Mental health encompasses a broad spectrum of dimensions that collectively contribute to one's overall well-being. It goes beyond the absence of mental illnesses and extends into the realms of emotional resilience, psychological balance, and the capacity to cope with life's challenges. To me, it is about acknowledging and addressing the emotional, cognitive, and social aspects of an individual's life. I see mental health as a state of equilibrium where individuals can navigate the complexities of life with a sense of self-awareness, emotional intelligence, and the ability to form meaningful connections with others. It is about fostering a supportive environment that encourages open conversations, reduces stigma, and promotes access to resources for those in need. As an immigrant in Canada, I witnessed that cultural nuances, varying societal expectations, and different coping mechanisms contribute to the mosaic of mental health experiences.

In my capacity as an instructor, I endeavour to establish an inclusive and compassionate learning environment that appreciates and honours the diverse perspectives and backgrounds of students. I am dedicated to staying attuned to the well-being of my students, which involves being receptive to their concerns, promoting self-care practices, and facilitating discussions about mental health in a manner that respects cultural sensitivities. The goal is to create an atmosphere in which students feel at ease seeking support, both within and beyond the academic realm. Ultimately, mental health is a collective journey, and as an educator, I am committed to fostering a community that recognizes its significance. Through the promotion of understanding, empathy, and the importance of mental well-being, I aspire to contribute to a positive and nurturing academic environment where students can flourish academically and personally. Educators and staff can work together to foster inclusivity and belonging by establishing a supportive academic environment and maintaining a welcoming campus atmosphere. Instructors can be proactive in recognizing signs of distress to identify mental health issues early for timely intervention. An approachable attitude, demonstrated through regular office hours and prompt email responses, encourages students to seek help. Professors and staff should know about campus mental health resources and guide students to utilize them. I referred a couple of students to various mental health resources and student health and wellness, as I identified concerns or they reached out to me. Flexibility is key, acknowledging personal challenges that may affect academic performance, we can create accommodating pedagogies and assessments. Open communication fosters a sense of community, and advocacy for improved mental health policies contributes significantly to the academic community's overall well-being, impacting retention, achievement, and personal development positively.

Student mental health and well-being are my priorities. My goal is to create an enjoyable and engaging learning environment that fosters a positive atmosphere. By incorporating elements of fun into the learning experience, I aim to make education not only informative but also a source of enjoyment for students. I believe in open communication, encouraging students to express their thoughts and concerns freely. Additionally, I actively work to dismantle traditional power dynamics between students and myself, fostering a collaborative and inclusive environment where everyone's perspectives are valued. This approach not only enhances the learning experience but also contributes to a supportive atmosphere that positively impacts the mental health of students.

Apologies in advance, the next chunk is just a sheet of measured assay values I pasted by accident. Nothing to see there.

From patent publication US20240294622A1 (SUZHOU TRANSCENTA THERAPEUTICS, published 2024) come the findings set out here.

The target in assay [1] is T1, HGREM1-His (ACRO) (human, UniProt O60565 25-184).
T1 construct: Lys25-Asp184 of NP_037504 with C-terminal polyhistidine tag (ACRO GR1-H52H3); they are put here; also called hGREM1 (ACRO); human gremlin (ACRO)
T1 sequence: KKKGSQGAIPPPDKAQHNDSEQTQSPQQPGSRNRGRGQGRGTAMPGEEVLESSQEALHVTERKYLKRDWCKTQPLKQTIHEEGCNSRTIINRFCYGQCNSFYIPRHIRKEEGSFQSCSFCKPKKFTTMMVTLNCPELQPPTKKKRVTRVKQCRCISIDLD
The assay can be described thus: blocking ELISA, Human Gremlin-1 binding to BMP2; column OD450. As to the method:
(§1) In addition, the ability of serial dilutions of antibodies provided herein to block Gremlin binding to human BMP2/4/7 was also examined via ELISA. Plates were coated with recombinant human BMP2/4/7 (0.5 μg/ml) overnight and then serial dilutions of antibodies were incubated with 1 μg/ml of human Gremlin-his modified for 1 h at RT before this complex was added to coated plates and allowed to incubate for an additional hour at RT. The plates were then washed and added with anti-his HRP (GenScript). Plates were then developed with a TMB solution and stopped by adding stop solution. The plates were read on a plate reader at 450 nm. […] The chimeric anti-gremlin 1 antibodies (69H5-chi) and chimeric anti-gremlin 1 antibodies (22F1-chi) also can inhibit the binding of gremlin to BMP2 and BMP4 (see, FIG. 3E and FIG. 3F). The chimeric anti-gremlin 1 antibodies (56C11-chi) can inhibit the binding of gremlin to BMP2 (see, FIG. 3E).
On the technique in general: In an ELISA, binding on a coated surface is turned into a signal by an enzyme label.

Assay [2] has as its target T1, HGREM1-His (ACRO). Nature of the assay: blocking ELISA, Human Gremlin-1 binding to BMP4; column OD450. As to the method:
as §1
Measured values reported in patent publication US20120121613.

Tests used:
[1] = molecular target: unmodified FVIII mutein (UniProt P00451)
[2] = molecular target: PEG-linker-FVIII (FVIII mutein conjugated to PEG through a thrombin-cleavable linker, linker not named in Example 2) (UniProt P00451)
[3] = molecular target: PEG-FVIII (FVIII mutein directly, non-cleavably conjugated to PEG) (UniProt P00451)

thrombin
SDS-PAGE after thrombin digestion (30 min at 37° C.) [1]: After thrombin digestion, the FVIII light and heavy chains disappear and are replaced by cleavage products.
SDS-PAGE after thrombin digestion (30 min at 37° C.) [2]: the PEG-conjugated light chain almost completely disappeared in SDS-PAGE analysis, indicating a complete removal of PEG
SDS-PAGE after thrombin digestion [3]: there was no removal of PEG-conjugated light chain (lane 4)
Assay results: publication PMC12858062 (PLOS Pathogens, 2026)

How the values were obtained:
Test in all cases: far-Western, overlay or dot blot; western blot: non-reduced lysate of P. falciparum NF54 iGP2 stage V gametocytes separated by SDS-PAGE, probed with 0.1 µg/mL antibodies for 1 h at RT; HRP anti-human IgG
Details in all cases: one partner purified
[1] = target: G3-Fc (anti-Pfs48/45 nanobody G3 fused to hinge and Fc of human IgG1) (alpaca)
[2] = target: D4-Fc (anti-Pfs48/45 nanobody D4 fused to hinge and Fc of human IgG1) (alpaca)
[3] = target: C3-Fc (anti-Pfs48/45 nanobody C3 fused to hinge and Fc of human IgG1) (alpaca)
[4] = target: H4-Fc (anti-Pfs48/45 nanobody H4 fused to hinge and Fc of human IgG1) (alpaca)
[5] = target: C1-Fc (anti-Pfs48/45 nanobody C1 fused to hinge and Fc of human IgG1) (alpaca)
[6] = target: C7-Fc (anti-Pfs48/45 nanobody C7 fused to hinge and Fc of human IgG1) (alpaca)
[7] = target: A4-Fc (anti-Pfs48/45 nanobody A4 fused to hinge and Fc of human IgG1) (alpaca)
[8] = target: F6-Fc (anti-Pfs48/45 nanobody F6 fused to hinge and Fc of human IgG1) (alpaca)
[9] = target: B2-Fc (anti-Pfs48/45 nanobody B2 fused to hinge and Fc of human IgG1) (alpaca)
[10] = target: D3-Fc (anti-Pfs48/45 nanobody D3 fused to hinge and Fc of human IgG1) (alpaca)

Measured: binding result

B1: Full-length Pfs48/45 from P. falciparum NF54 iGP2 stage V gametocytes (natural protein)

-Mohit Dudeja

Lori Kapush

Outdoor Recreation, Parks and Tourism

Lori is the administrative assistant for ORPT. She is always sharing stories of her adventures, food, and a zest for life. During my time in ORPT, she has organized holiday get-togethers to support the ORPT community. She goes out of her way to ensure the well-being of all students in the program, regardless of situation. This includes referrals to outside supports, words of encouragement, and attending to crisis situations as they arise. She always does this from a compassionate and caring place, creating a space in which students feel respected and supported. You can always see her lighting up ORPT with her huge smile, passion to make a difference, and with a joke or three up her sleeve. - Anonymous student 

Lori puts a smile on everyone’s face with her kindness, humour, and snacks. She makes everyone feel welcome and like they are part of a tight community. Live, laugh, Lori. -Anonymous student

[She is] is a shining light in our program and is always there for students and faculty. Honestly is a motherly figure in our department and takes care of everyone like they are family. Has healthy (and a variety of seasonal treats) snacks for everyone if they are financially unable to buy, also if the school day is too busy to go and pick up lunch, or just as a snack. She also is always there to have a chat about program/university questions (and if she doesn't have an answer, she will work to find one) or even just life and personal struggles. She is also super interested in learning about our classes and even borrows textbooks after we are finished with them to learn about what we are studying to both further her personal understanding and to know how to support us better. Lori is a shining light and makes the rec office (and the hall in general) a warmer and increasingly welcoming place for all to feel safe and comfortable to be authentically themselves, no matter what is going on in their lives, Lori is there to chat, listen, give a hug, or help us get further support (eg. student health and wellness). -Anonymous Student